This Winter Term, I was lucky enough to snag a micro-internship through Career Exploration and Development (CED) at Oberlin. I applied to a few politics-related opportunities as well as one multimedia writing fellowship that piqued my interest. I didn't hear back from any of the politics opportunities before the given deadline for project registration. However, I did receive a chance to attend an open-to-all applicants zoom meeting to learn more about the multimedia writing fellowship with The Alliance for Media Arts + Culture. The Alliance works to support media arts members and uplift media arts as a field. I was excited to learn that we could be given the opportunity to connect with media arts organizations to learn more about their work and be able to document our findings through some sort of creative project.
I've been wanting to do a creative Winter Term project since my first year at Oberlin, but somehow made it to my third year without having done so. I guess I hadn't been sure where to start. I had always been curious about multimedia and took a few Cinema Studies courses my first year and considered trying creative writing and poetry before deciding to opt for areas of study I thought might be more complementary to my major.
When I received the green light to move forward with this fellowship, I was quite excited. I hoped that my experience blogging and as an opinion columnist would help me explore multimedia writing.
We were able to look through different options for organizations we might want to connect with and create projects about. I chose Skylight, a film production company focused on progressing human rights causes in Latin America. Later, I learned that Skylight had created the film, When the Mountains Tremble, based on the story of Rigoberta Menchu, who won a Nobel Peace Prize for her work resisting indigenous genocide in Guatemala. Coincidentally, I had read the book I, Rigoberta Menchu: An Indian Woman in Guatemala for a Politics class on revolutions. The connection to politics, particularly an area I had learned about, seemed extraordinary to me.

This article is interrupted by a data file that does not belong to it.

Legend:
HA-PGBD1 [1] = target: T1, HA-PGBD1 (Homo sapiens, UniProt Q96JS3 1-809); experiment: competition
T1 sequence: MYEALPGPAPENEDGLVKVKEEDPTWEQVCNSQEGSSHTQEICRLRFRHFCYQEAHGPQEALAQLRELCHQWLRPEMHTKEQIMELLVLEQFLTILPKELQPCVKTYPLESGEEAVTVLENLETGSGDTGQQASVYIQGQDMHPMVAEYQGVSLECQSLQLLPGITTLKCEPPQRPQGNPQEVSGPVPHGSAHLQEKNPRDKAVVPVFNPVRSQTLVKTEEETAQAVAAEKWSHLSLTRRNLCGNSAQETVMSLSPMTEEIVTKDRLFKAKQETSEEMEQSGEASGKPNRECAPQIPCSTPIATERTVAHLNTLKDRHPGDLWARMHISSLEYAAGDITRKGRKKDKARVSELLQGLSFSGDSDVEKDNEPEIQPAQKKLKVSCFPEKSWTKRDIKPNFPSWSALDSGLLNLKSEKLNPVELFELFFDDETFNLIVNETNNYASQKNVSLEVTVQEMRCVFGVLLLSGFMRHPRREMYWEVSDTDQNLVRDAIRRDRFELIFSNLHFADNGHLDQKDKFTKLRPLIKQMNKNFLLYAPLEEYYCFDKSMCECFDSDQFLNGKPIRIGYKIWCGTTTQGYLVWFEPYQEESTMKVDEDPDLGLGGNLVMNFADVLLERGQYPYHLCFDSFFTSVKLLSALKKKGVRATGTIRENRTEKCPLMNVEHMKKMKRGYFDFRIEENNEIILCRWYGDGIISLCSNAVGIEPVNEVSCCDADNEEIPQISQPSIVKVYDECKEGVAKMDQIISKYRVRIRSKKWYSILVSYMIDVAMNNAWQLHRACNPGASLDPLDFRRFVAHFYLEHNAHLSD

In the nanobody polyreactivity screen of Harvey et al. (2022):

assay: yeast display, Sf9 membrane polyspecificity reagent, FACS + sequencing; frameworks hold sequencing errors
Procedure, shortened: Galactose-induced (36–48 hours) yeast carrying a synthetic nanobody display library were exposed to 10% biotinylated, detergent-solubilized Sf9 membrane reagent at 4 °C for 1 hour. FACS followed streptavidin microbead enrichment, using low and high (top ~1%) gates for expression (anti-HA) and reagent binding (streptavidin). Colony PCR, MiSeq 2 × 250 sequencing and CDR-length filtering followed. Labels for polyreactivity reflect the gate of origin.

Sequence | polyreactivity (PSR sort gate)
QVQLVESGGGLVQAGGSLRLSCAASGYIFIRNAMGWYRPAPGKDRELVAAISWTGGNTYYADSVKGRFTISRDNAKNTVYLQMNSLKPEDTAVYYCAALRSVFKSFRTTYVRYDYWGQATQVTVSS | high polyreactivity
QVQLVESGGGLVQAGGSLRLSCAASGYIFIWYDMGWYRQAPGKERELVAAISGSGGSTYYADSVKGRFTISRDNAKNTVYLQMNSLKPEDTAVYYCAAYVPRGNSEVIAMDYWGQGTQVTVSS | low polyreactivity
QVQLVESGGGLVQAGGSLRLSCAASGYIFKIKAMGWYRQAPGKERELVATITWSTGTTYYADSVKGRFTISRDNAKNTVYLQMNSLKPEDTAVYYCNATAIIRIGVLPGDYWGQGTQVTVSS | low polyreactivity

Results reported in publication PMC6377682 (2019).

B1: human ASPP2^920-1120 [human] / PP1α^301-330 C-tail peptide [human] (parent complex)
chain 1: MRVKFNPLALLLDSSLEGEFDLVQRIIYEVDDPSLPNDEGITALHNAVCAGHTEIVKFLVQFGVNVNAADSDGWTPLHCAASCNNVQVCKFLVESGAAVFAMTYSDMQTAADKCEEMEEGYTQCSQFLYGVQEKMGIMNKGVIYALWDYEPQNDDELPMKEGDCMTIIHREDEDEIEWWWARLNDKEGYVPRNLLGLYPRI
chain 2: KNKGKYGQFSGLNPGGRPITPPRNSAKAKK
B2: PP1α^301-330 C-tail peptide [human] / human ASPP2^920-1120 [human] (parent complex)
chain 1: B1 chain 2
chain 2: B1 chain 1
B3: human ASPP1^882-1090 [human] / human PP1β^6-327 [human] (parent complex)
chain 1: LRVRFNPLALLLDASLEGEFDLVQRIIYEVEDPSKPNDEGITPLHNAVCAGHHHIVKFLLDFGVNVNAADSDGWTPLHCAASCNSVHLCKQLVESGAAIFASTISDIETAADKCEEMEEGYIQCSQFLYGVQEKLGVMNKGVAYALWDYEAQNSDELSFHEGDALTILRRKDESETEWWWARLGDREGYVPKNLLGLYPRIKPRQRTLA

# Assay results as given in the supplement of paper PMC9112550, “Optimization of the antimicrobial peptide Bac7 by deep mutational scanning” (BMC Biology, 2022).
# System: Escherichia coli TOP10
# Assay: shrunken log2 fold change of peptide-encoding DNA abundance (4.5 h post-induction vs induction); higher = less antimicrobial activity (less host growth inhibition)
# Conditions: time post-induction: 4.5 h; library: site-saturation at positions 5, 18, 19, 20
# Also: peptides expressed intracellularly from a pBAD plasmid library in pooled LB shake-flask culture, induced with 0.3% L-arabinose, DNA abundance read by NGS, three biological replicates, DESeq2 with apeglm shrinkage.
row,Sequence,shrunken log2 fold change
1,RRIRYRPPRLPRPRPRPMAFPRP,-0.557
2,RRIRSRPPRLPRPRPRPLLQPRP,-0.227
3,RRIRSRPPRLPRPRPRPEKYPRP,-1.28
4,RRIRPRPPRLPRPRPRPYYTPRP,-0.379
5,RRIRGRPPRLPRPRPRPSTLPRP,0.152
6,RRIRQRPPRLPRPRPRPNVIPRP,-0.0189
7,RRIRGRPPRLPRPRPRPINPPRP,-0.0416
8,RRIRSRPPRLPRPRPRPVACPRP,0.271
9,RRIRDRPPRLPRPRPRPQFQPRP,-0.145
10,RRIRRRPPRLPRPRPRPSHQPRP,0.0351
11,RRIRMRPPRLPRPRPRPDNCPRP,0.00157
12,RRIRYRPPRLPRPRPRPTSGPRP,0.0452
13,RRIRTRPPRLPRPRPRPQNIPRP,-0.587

During my project, I interviewed Paco de Onis, Executive Director and Executive Producer at Skylight, who shared more about the story of how the film came to be. I also learned a bit about some of their films that address measures of transitional justice (coincidentally related to another Politics course I took) like The Reckoning which teaches audiences about the International Criminal Court and State of Fear which explores the discoveries of the truth commission in Peru.
I think it's so cool how everything sort of came together. I didn't think my Winter Term project would be related to politics at all, but in the end, I was able to unexpectedly draw direct connections to my coursework. I suppose some things have strange ways of working out...